Jim Doiron wrote:They look really great. One thing to remember with epoxies is that they are light sensitive and will yellow over time if exposed to light which, of course, these will be. It might be worth cutting some cardboard or wood shaped to protect the "water" while they are not being shown. The higher grade the epoxy the more stable they will be. One option my wife has used for artistic applications is a product called "Mirror Coat". It is a bar top, self leveling epoxy that is less likely to yellow and is considerably less toxic than most epoxies. Just a suggestion. Again really great work. Thanks for sharing it.

Jim is right. I tried several epoxy products, Some turned yellowish some became opaque. Let's wait with yours Les. keep us posted, try exposing them to the elements and regular watering.

regards,
jun Smile

Yes, yellowing may be a possibility, however, yellow + Blue = green or bluegreen, which would still be OK for the Ocean scene and some yellowing in the fresh water stream scene may not be noticable either. Like you said, time will tell.
I am always looking for improvement so comments, criticisms are welcome with me. I will look at the 'Mirror Coat' as a possible alternative.
Thanks guys!!

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Keeping soil wet longer in small crevices

Post  leslonsdale on Wed May 09, 2012 3:13 pm

It can be a problem keeping soil wet in small crevices in rock cliff Penjing, as the sun can dry it out quickly.
Unless you're there to water twice/day, what can you do?

I am experimenting with a sodium acrylate product similar to what is sold commercially at nurserys, Home Depot, Winn Dixie, etc. for just such a task. I don't know the commercial name, but it comes as little pellets that swell and hold water, when mixed with your soil. Farmers have been using it for years, and it is now being sold at meany places. [It is the same product that is in Pampers to keep the baby's diaper from 'leaking'.]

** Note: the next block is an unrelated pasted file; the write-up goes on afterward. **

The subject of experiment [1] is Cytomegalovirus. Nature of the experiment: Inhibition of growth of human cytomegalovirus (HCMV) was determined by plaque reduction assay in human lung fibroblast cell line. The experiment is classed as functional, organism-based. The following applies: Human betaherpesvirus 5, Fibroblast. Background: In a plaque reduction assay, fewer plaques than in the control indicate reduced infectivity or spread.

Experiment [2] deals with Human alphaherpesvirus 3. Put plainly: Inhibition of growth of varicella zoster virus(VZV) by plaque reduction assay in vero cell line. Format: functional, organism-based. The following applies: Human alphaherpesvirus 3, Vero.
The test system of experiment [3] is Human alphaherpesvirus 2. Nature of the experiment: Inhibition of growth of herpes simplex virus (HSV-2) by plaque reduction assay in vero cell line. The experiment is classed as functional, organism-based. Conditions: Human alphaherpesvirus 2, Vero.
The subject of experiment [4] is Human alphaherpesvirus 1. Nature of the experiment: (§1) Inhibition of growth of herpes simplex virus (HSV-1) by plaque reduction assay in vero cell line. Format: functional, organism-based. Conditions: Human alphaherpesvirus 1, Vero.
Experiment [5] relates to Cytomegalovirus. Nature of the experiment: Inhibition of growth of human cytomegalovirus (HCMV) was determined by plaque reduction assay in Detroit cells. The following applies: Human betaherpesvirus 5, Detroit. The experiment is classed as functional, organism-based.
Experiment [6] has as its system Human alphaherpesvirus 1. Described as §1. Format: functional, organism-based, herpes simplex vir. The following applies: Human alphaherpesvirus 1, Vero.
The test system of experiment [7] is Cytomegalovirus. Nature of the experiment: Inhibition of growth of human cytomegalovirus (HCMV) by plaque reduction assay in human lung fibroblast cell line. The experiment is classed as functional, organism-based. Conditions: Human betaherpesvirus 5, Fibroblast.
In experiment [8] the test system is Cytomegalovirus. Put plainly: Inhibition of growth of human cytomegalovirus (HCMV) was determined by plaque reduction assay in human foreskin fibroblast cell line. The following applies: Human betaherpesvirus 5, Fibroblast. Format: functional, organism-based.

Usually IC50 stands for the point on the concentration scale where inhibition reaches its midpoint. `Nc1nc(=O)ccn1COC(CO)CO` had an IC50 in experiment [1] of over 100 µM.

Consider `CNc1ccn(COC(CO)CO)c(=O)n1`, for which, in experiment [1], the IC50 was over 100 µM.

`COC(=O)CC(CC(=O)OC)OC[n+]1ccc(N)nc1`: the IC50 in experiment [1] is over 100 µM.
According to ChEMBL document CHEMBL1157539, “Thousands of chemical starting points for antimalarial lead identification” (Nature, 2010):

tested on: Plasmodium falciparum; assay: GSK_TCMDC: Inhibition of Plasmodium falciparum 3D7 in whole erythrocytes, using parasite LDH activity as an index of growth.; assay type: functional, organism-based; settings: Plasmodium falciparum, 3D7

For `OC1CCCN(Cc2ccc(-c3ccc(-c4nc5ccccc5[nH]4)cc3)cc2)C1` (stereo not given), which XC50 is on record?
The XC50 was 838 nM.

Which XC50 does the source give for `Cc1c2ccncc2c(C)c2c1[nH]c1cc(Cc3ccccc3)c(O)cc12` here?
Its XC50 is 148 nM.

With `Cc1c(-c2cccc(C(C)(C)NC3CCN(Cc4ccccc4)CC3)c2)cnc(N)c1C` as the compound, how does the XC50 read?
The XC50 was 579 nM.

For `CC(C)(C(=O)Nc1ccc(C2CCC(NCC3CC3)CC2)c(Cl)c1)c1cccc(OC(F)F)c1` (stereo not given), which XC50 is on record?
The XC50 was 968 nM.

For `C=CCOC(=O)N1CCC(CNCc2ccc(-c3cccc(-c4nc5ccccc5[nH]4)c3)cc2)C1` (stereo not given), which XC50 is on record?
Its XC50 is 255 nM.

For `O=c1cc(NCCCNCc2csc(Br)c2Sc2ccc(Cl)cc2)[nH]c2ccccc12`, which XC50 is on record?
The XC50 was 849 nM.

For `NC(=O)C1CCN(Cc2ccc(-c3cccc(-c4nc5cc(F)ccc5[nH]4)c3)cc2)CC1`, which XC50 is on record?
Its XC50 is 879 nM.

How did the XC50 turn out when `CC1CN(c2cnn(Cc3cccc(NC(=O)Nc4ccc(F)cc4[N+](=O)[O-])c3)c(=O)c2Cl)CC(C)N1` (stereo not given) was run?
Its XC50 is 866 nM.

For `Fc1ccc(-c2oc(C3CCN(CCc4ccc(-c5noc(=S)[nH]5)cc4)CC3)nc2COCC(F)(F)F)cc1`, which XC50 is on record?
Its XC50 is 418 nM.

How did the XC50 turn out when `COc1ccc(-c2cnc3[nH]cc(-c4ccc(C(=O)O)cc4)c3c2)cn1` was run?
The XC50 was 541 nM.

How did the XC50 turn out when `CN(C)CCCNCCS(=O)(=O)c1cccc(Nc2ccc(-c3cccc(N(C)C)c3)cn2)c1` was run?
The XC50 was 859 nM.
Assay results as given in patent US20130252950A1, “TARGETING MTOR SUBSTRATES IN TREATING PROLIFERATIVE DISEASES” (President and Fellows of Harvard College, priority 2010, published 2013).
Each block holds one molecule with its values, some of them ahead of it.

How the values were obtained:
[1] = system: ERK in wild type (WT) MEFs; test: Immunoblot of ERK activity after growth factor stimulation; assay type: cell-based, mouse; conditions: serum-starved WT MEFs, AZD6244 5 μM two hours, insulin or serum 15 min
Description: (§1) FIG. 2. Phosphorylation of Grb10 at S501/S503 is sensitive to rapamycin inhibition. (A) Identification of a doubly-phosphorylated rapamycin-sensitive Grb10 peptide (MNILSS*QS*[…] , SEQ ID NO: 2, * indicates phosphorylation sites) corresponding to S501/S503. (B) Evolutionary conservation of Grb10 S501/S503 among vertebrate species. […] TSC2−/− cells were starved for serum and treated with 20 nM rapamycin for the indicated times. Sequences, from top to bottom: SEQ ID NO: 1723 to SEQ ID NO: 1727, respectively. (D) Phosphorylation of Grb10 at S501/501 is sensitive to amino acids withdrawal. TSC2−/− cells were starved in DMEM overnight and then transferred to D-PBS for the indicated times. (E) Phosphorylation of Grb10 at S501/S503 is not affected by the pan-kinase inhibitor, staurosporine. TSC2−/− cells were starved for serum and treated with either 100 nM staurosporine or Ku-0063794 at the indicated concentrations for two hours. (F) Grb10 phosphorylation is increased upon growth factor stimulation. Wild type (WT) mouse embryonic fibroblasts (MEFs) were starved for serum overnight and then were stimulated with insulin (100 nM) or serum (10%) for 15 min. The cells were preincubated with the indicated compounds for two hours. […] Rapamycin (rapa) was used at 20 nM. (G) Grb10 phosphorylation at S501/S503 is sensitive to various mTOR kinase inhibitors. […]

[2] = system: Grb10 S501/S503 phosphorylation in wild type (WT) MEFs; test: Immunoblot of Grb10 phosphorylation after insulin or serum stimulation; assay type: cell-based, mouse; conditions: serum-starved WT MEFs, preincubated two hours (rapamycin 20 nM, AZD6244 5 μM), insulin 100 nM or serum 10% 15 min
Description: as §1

I happen to have a 40lb. bag of a powdered version that I mix with my soil at a ratio of about 8-10% for applications such as this. If you put too much, it will form a gooey mess and swell the soil up. However, at around 10% or less it seems to do its job without the gooey mess.

It holds water in the soil for an extra day or two from what I've noticed. Also, I use regular potting soil for such small crevices, not coarse bonsai soil.

Just an idea that seems to be working for me. Thoughts??

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Re: Water effect using epoxy

Post  Jim Doiron on Fri May 11, 2012 2:56 am

however, yellow + Blue = green or bluegreen, which would still be OK for the Ocean scene and some yellowing in the fresh water stream scene may not be noticable either.

That's a good point I hadn't though of. Smile The only thing I would add is that the yellowing is a result of the epoxy breaking down so it might still prove a problem after some time.




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reply

Post  tap pi lu on Fri May 11, 2012 3:57 am

This plant needs lots of light.
inappropriate flooded weng'an

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Re: Water effect using epoxy

Post  leslonsdale on Fri May 11, 2012 1:19 pm

Jim Doiron wrote:
however, yellow + Blue = green or bluegreen, which would still be OK for the Ocean scene and some yellowing in the fresh water stream scene may not be noticable either.

That's a good point I hadn't though of. Smile The only thing I would add is that the yellowing is a result of the epoxy breaking down so it might still prove a problem after some time.

Another good point. (I love this forum).
I guess 'time will tell'. In the long run it will either turn out to be a great idea or a terrible one.
Someone had suggest to use straight polyurethane, but I haven't tried that yet.
I have worked in labs most of my adult life, so experimenting is just in my nature. I love it. bounce


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another Penjing using epoxy for water

Post  leslonsdale on Fri May 25, 2012 5:20 pm

I just put together another Penjing using the epoxy for water. Only had immature Serissa's but my friend had asked for me to put something together for her in that red clay container. (I drilled drainage holes first).

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Re: Water effect using epoxy

Post  marcus watts on Fri May 25, 2012 5:29 pm

thats realistic, nice.

in some model scenery we made a few years ago we placed model fish in the water before adding the epoxy - they were very cool and caused lots of interest.

cheers Marcus